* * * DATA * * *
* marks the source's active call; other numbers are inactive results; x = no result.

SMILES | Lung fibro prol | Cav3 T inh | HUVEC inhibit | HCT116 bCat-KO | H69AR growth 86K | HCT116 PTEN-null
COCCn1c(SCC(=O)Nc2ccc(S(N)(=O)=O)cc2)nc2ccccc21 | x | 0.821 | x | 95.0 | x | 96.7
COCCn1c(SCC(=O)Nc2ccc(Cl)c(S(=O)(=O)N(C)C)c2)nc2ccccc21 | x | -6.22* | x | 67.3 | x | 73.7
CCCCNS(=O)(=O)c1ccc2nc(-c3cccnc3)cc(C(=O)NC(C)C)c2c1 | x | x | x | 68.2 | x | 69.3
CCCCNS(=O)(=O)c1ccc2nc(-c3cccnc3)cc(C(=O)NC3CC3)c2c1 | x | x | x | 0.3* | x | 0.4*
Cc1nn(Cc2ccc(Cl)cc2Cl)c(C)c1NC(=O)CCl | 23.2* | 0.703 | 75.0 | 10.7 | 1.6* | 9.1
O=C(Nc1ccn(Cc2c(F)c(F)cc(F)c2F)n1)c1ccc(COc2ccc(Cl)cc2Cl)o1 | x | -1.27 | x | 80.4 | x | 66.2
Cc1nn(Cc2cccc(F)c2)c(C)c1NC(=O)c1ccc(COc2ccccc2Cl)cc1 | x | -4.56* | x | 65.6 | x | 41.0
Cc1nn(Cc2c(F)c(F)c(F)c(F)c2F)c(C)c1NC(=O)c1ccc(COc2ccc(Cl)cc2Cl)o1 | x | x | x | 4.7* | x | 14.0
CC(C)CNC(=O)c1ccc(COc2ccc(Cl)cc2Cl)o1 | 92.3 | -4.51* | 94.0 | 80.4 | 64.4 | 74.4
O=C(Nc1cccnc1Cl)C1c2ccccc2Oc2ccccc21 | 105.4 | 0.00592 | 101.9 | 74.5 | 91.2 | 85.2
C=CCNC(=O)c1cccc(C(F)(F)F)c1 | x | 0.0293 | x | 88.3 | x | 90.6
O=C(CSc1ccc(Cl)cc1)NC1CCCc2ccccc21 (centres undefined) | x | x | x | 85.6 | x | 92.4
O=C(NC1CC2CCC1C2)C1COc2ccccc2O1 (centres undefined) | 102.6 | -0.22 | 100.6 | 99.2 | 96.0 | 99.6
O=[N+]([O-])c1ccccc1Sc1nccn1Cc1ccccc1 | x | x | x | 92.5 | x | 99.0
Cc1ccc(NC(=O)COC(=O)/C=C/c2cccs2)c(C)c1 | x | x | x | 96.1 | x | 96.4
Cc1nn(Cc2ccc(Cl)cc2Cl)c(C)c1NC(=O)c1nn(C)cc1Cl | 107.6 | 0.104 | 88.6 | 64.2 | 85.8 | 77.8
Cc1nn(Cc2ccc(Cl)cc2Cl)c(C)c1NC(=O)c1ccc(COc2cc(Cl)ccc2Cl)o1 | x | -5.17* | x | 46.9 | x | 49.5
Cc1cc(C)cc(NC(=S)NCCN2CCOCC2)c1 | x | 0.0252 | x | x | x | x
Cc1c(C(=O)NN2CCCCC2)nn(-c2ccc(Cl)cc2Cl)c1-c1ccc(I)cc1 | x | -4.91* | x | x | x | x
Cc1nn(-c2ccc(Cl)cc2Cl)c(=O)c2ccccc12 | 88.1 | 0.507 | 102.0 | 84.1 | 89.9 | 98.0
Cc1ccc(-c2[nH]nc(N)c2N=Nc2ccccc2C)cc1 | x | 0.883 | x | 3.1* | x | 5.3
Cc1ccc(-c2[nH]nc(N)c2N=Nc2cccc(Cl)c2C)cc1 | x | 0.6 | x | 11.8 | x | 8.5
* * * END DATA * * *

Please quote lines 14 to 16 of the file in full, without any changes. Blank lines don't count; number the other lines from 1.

O=C(CSc1ccc(Cl)cc1)NC1CCCc2ccccc21 (centres undefined) | x | x | x | 85.6 | x | 92.4
O=C(NC1CC2CCC1C2)C1COc2ccccc2O1 (centres undefined) | 102.6 | -0.22 | 100.6 | 99.2 | 96.0 | 99.6
O=[N+]([O-])c1ccccc1Sc1nccn1Cc1ccccc1 | x | x | x | 92.5 | x | 99.0